The combination treatment of angiotensin-II receptor blocker and ACE-inhibitor in non-diabetic renal disease (COOPERATE) is the only hard endpoint trial that studied the effect of ACE-inhibitor and ARB combination in a (non-diabetic) renal population.38 Treatment with a combination of trandolapril 3 mg and losartan 100 mg for 3 years significantly reduced the incidence of the composite endpoint of doubling of serum creatinine or ESRD compared with either trandolapril (P = 0.018) or losartan (P = 0.011). Similar blood pressure reduction was achieved with the combination or either monotherapy, but median albuminuria was lower (P = 0.01) at the end of the study with the combination than with either monotherapy. However, the validity of the COOPERATE trial has recently been questioned due to discrepancies between reported statistical methods and published results.39

Renoprotection in ONTARGET

ONgoing Telmisartan Alone and in combination with Ramipril Global Endpoint Trial (ONTARGET) was designed to determine whether the CV protection provided by telmisartan was non-inferior to that of ramipril and whether use of a combination of telmisartan and ramipril, by more complete blockade of the RAS, would further reduce CV morbidity and mortality in high-risk patients.40 Data on the renoprotective effects on telmisartan, ramipril, and telmisartan plus ramipril from ONTARGET were reported in a recent publication by Mann et al.41 The renal outcomes of ONTARGET are surprising, since the combination therapy did lower blood pressure further and slowed the increase of albuminuria more than in the single treatment groups; however, the combination therapy did not offer more renal protection.42 There are probably a number of explanations.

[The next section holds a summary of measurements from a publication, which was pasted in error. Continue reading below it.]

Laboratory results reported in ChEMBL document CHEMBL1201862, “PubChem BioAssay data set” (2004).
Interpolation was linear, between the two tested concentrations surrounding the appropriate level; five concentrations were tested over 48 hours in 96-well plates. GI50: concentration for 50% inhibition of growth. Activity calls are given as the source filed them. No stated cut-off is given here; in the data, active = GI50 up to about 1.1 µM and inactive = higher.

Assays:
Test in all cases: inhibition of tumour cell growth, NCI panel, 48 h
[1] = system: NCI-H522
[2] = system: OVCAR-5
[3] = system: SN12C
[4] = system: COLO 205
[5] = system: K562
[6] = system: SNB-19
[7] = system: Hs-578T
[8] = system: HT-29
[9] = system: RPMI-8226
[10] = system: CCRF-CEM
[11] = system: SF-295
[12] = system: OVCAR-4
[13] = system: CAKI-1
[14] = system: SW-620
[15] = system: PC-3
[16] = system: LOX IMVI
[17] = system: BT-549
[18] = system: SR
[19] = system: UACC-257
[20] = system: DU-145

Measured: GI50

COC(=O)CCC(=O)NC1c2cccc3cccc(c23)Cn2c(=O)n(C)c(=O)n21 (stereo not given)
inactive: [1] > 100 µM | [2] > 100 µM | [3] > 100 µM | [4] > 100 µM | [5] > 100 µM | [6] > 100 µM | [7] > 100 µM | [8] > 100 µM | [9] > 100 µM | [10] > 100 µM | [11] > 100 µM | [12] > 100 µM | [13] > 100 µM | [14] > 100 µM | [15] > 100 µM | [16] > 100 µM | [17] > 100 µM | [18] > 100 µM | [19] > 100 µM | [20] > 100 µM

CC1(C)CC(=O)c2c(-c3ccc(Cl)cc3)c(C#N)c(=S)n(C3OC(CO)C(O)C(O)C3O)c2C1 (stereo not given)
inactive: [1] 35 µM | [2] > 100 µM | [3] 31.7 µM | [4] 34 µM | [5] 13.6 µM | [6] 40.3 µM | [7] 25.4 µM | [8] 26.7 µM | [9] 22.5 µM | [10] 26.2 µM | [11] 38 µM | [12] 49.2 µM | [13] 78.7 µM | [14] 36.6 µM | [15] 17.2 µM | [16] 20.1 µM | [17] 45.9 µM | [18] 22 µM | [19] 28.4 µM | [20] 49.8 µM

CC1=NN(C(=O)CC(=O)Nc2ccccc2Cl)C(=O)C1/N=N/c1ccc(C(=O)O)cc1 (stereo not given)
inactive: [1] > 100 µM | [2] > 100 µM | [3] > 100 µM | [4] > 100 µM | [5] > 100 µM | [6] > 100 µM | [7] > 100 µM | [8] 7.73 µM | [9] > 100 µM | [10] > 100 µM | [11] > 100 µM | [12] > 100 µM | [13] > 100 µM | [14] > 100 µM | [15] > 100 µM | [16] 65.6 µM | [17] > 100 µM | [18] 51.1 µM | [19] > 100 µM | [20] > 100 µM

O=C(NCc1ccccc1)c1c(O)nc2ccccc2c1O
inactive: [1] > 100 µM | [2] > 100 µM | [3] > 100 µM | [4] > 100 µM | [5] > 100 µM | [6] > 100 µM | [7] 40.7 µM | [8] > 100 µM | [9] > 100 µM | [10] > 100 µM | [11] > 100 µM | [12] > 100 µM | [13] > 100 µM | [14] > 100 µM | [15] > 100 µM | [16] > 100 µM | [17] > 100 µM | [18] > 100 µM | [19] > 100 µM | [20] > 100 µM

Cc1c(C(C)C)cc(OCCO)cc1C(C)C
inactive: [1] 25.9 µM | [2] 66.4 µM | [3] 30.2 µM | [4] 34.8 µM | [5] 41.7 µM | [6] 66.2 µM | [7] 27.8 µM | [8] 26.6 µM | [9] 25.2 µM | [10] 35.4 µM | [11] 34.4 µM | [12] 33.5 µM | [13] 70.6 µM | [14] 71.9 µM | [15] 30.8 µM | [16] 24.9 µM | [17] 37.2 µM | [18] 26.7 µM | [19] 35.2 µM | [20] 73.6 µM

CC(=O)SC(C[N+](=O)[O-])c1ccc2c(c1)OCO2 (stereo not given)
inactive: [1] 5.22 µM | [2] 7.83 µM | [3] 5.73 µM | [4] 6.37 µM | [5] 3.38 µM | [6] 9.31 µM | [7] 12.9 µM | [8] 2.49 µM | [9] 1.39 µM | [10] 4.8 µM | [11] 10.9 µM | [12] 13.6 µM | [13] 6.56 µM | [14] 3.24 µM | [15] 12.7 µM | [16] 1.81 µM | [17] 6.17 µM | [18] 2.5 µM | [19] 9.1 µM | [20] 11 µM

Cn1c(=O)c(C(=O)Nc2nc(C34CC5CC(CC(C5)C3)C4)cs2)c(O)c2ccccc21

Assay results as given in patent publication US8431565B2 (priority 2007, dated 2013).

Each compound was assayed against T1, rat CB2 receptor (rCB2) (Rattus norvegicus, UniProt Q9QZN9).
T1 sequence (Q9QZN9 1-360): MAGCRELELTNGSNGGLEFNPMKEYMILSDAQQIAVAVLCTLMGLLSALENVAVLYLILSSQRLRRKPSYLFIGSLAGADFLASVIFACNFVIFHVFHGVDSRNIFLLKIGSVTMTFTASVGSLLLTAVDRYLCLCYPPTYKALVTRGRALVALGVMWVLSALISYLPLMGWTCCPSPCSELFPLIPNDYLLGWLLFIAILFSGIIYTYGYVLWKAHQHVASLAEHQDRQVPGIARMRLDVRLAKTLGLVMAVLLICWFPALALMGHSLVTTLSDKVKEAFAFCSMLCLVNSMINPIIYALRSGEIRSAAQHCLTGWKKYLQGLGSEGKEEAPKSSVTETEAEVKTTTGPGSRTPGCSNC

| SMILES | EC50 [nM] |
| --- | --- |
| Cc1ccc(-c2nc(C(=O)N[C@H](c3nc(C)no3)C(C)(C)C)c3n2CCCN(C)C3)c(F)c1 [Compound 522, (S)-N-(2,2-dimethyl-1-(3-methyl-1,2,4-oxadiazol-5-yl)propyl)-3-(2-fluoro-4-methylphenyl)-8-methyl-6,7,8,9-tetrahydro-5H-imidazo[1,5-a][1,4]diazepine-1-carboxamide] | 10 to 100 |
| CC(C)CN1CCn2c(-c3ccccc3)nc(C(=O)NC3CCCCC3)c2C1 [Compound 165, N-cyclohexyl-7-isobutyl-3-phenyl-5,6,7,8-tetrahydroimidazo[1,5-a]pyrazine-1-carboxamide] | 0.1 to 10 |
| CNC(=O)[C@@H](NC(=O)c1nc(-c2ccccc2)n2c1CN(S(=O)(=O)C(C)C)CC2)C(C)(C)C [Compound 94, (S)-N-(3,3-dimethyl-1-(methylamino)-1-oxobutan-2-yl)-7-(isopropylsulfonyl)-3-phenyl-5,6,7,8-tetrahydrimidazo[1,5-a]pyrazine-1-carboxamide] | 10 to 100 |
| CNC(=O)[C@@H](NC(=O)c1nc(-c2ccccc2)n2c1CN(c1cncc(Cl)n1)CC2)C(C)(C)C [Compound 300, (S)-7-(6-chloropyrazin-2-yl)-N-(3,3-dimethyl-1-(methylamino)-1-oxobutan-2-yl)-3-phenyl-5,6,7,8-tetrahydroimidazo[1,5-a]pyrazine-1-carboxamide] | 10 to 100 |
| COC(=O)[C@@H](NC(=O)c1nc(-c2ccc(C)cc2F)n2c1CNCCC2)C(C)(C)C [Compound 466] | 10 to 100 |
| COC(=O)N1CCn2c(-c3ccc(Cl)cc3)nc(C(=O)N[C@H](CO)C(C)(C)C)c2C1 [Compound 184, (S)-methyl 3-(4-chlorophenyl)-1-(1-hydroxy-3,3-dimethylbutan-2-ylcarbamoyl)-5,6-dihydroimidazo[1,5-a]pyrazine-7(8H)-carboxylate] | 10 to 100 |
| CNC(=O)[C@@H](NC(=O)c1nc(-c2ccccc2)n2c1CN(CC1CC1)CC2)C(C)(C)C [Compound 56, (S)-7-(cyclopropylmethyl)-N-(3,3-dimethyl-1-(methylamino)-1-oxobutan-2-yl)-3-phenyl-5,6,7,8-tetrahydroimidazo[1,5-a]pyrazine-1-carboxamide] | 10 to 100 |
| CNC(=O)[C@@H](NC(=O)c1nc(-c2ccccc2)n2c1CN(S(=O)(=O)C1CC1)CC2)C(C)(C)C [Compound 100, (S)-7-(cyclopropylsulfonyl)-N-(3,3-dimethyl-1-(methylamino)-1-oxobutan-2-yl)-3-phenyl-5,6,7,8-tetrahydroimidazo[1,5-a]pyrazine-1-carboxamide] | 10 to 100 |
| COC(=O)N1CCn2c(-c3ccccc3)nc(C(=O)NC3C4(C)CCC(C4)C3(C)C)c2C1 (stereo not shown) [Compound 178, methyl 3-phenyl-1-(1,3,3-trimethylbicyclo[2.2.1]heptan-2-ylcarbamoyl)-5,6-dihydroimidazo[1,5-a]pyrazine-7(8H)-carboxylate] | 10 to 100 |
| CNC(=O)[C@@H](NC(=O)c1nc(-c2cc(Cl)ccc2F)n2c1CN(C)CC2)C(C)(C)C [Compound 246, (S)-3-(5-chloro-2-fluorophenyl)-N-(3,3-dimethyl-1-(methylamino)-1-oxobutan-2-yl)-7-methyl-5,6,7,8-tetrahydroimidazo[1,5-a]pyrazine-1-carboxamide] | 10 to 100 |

In ONTARGET, CKD was not an entry criterion.40 At baseline, mean serum creatinine was 1.06 mg/dL (94 µmol/L) and mean eGFR was 73.6 mL/min/1.73 m2; 24% of 25 551 subjects evaluated had eGFR < 60 mL/min/1.72 m2 and eGFR was <30 mL/min/1.73 m2 in only 263 patients.41 Microalbuminuria was present in 13.5% and macroalbuminuria in 4.0%.

At the end of the study, there was an increase in albuminuria that was greater in patients receiving ramipril than in those treated with telmisartan (P = 0.033) or with telmisartan plus ramipril (P = 0.0028; Table 1).41 It should also be noted that telmisartan was better tolerated than ramipril, with fewer discontinuations.43

View this table:
Table 1

Effect of telmisartan 80 mg, ramipril 10 mg, and telmisartan on urinary albumin–creatinine ratio during ONTARGET40

TimepointMean UACR (95% CI)
TelmisartanRamiprilTelmisartan + ramipril
Baseline (mg/g)0.83 (0.80–0.86)0.81 (0.78–0.84)0.81 (0.78–0.84)
Two yearsa1.08 (1.05–1.12)1.17 (1.13–1.20)1.05 (1.02–1.08)
End of studya1.25 (1.20–1.29)*1.32 (1.27–1.37)1.22 (1.17–1.26)**
  • aRatio to baseline.

  • *P = 0.033 vs. ramipril.

  • **P = 0.0028 vs. ramipril.